They vs. Them – What’s the Difference?

Nouns are people, places, or things. People, places and things can all either perform actions, or receive actions that are performed by someone else. In grammar, something that performs an action is called a subject, while something that receives an action is called an object.

Pronouns can replace nouns in sentences, which is useful when you want to avoid using the same word several times in the same sentence. Like nouns, pronouns can also be subjects or objects.

English has specific pronouns for each of these grammatical cases, like they and them. These pronouns mean almost exactly the same thing, but are not interchangeable since one is an object pronoun, and the other a subject pronoun.

What is the Difference Between They and Them?

In this post, I will compare they vs. them. I will show you example sentences for each of these words, so you can see them in context.

I will also use a memory tool that can also help you decide whether you need to use them or they in any given sentence.

When to Use They

they versus them Is they a pronoun? Yes, they is a pronoun. Specifically, it is a third-person plural subject pronoun. It refers to a group of two or more people.

They is nongendered; it can refer to any combination of more than two people.

For example,

  • I tried to tell the Cleveland fans that their team would lose, but they wouldn’t listen.
  • After you go on enough first dates with different people, they all start to blend together.
  • At the same time, they talked up their own digital chops, as well as partnerships with and investments in digital companies. –The Wall Street Journal

As I mentioned above, pronouns replace nouns in sentences. They is a subject pronoun, so it replaces the subject of a sentence.

In the first example above, they replaces Cleveland fans in the second clause, where it functions as the subject of the verb phrase wouldn’t listen.

In the second example, they replaces people, which is the subject of the verb start.

When to Use Them

Definition of them definition and definition of they definitionIs them a pronoun? Yes, them is also a pronoun, specifically a third person plural object pronoun. Like they, it refers to a group of more than two people. It is nongendered, as well.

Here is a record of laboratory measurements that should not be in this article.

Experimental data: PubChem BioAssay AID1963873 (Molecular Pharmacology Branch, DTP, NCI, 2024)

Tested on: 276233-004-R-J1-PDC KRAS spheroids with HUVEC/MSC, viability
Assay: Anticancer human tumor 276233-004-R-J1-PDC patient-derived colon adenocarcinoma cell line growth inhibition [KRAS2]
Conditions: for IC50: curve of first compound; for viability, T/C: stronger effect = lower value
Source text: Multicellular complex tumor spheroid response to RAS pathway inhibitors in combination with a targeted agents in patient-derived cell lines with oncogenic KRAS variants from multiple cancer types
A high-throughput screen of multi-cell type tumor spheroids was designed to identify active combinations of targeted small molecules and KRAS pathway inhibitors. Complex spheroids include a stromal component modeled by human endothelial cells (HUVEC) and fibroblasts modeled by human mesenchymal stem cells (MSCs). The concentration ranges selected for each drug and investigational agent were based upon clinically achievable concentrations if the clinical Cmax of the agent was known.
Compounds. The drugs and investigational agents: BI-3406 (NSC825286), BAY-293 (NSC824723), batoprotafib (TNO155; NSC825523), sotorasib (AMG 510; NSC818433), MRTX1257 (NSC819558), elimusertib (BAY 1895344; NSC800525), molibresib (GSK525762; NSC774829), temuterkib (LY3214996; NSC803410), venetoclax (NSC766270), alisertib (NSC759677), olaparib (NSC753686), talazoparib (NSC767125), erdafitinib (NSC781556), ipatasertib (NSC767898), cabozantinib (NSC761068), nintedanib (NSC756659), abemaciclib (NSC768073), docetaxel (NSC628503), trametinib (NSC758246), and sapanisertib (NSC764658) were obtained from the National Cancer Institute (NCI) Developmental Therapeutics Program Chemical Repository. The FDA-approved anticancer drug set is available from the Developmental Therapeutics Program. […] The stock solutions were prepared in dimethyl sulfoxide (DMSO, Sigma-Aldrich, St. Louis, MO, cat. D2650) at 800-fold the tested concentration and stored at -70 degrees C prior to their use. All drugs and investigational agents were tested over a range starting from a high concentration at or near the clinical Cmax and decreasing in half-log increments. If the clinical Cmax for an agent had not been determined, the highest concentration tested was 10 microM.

Unlike they, however, them is an object pronoun. It replaces nouns that are the objects of sentences.

See the examples below,

  • The British fought valiantly while arrows rained down on them from the French castle.
  • Jennifer and Clara become annoyed when Angus tries to do their work for them.
  • When we always yield to our children’s wants, we rob them of the opportunity to find solutions by adapting what they already have. –The New York Post

In the first example, them replaces the British as the object of the verb rained. In the second example, them replaces Jennifer and Clara as the object of the verb tries.

Trick to Remember the Difference

Define them and define theyThem and they are both third person plural pronouns. Knowing which one to use is not always easy if you aren’t well practiced in English writing, but this mnemonic device will help you.

So, let’s go over a trick to remember them vs. they.

  • Them is an object pronoun.
  • They is a subject pronoun.

Them and him, another object pronoun, both end in the letter M. This shared letter can be your clue that them should be used as the object in sentences.


Is it they or them? You can use pronouns to replace nouns in sentences, making your writing less repetitive.

  • They and them are third person plural pronouns.
  • They is a subject pronoun.

Them is an object pronoun.